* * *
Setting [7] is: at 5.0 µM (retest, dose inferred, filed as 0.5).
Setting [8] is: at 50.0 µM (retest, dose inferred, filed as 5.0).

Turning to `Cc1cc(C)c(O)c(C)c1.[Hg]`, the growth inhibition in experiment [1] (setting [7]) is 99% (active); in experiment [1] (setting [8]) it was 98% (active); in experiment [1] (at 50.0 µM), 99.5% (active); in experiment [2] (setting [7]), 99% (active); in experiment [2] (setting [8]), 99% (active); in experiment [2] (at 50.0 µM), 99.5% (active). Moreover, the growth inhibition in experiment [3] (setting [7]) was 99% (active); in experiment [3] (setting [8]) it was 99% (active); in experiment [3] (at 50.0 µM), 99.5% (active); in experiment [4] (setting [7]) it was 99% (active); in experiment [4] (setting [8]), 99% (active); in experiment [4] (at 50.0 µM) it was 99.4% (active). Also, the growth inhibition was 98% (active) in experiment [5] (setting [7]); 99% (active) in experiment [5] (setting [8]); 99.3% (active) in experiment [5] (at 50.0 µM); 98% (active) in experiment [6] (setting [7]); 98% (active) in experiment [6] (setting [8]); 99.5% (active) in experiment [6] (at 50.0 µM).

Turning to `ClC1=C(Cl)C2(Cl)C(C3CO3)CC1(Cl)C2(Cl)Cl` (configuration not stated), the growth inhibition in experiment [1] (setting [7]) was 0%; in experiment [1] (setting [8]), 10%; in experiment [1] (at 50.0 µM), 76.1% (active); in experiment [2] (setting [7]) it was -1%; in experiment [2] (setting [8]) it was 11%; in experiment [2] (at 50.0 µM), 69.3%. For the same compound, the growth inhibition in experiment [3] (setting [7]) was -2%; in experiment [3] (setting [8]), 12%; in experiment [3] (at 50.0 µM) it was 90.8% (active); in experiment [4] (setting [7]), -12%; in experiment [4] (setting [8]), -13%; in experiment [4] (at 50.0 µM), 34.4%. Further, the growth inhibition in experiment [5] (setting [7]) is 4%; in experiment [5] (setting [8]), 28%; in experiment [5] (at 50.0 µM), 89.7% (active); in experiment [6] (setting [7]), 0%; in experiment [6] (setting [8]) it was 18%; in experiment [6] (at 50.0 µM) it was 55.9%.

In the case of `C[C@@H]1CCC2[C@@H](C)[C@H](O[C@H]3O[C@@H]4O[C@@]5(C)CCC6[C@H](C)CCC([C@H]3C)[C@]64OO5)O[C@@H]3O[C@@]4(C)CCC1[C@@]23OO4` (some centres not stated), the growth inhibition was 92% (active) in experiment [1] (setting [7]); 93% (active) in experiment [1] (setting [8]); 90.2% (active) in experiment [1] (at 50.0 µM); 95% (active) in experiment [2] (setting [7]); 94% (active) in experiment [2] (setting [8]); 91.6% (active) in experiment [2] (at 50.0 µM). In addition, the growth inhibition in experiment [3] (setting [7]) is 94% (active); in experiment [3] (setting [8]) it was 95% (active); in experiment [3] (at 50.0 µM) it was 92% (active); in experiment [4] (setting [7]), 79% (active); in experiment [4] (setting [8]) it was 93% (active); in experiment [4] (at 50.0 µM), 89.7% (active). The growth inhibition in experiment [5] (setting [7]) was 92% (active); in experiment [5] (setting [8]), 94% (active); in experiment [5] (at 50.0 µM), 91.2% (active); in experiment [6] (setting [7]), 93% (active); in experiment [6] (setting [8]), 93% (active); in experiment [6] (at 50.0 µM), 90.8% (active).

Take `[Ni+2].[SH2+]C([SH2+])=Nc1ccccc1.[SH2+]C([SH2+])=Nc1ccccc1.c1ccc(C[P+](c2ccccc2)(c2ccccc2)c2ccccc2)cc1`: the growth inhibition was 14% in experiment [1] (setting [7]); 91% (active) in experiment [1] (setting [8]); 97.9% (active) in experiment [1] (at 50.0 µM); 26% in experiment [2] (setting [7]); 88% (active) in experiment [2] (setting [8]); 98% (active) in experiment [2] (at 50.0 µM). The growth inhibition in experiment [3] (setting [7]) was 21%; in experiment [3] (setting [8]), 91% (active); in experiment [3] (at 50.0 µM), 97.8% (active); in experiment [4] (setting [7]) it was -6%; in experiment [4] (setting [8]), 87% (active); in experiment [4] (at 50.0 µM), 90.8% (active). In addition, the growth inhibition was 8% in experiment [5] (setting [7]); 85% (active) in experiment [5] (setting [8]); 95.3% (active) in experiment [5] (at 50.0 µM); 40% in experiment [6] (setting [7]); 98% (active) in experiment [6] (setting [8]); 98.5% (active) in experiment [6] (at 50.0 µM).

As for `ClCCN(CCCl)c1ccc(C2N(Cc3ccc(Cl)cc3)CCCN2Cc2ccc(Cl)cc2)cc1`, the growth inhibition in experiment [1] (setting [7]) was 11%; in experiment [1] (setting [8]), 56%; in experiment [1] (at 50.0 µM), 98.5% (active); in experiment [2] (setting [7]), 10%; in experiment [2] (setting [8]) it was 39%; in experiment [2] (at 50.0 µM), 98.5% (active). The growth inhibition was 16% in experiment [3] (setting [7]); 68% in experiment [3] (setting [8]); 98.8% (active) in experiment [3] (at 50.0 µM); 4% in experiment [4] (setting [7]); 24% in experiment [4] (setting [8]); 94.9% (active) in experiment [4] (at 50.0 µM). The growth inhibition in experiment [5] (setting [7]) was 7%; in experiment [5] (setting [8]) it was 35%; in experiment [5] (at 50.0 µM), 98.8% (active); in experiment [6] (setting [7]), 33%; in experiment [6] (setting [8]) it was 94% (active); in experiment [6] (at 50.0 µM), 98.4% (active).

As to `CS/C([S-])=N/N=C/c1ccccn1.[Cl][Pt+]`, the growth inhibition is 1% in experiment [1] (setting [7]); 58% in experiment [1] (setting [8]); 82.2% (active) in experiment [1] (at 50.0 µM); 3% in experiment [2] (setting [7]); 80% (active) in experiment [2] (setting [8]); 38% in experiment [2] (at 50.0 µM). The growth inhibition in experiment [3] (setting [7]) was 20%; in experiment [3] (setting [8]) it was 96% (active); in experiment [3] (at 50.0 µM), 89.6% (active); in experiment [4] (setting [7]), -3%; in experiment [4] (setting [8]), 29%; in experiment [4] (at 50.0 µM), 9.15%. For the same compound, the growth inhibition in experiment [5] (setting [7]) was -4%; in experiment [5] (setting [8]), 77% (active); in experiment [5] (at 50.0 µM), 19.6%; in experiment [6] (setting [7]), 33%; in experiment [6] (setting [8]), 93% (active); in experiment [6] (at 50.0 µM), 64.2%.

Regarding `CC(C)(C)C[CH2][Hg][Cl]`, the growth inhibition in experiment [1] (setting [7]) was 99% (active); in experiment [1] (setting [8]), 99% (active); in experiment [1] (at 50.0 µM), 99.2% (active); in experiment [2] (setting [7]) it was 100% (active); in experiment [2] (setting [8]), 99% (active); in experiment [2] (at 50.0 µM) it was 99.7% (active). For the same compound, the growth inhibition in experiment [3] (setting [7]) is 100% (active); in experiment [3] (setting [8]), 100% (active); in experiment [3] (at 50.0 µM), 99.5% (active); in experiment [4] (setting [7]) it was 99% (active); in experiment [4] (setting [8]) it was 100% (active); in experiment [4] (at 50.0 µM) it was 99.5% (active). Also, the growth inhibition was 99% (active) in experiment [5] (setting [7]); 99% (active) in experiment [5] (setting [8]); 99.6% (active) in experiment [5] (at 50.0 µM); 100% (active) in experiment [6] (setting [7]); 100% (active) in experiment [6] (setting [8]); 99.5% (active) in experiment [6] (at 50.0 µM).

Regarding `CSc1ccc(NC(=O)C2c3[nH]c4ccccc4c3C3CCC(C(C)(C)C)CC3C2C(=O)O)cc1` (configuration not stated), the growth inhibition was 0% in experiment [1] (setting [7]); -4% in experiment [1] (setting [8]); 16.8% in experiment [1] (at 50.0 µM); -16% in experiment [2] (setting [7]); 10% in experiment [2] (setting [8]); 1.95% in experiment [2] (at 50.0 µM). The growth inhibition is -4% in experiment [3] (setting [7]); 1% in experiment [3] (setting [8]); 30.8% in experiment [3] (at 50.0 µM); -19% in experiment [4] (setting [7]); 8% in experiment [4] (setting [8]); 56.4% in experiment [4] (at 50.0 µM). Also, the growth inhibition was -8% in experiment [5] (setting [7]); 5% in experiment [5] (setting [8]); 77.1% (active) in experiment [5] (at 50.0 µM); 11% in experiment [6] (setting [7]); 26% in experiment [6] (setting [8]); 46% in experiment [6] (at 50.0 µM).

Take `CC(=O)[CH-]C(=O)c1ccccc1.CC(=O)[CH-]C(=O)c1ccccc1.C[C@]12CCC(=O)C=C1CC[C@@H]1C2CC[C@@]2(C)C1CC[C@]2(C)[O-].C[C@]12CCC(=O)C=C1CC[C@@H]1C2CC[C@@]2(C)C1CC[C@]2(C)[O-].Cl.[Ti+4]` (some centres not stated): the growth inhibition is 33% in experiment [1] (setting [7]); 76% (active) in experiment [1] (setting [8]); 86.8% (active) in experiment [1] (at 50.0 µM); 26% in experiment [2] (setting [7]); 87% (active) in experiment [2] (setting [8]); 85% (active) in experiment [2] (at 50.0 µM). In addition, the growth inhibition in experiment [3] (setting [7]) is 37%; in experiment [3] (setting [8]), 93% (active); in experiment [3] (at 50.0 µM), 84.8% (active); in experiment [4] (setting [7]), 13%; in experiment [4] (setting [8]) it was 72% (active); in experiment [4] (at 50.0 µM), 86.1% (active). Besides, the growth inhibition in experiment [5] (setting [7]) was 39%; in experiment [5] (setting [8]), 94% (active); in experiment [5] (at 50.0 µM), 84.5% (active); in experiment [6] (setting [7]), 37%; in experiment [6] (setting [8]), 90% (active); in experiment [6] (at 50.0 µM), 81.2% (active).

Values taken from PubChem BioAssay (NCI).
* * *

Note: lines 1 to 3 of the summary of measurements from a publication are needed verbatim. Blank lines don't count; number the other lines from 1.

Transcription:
Setting [7] is: at 5.0 µM (retest, dose inferred, filed as 0.5).
Setting [8] is: at 50.0 µM (retest, dose inferred, filed as 5.0).

Turning to `Cc1cc(C)c(O)c(C)c1.[Hg]`, the growth inhibition in experiment [1] (setting [7]) is 99% (active); in experiment [1] (setting [8]) it was 98% (active); in experiment [1] (at 50.0 µM), 99.5% (active); in experiment [2] (setting [7]), 99% (active); in experiment [2] (setting [8]), 99% (active); in experiment [2] (at 50.0 µM), 99.5% (active). Moreover, the growth inhibition in experiment [3] (setting [7]) was 99% (active); in experiment [3] (setting [8]) it was 99% (active); in experiment [3] (at 50.0 µM), 99.5% (active); in experiment [4] (setting [7]) it was 99% (active); in experiment [4] (setting [8]), 99% (active); in experiment [4] (at 50.0 µM) it was 99.4% (active). Also, the growth inhibition was 98% (active) in experiment [5] (setting [7]); 99% (active) in experiment [5] (setting [8]); 99.3% (active) in experiment [5] (at 50.0 µM); 98% (active) in experiment [6] (setting [7]); 98% (active) in experiment [6] (setting [8]); 99.5% (active) in experiment [6] (at 50.0 µM).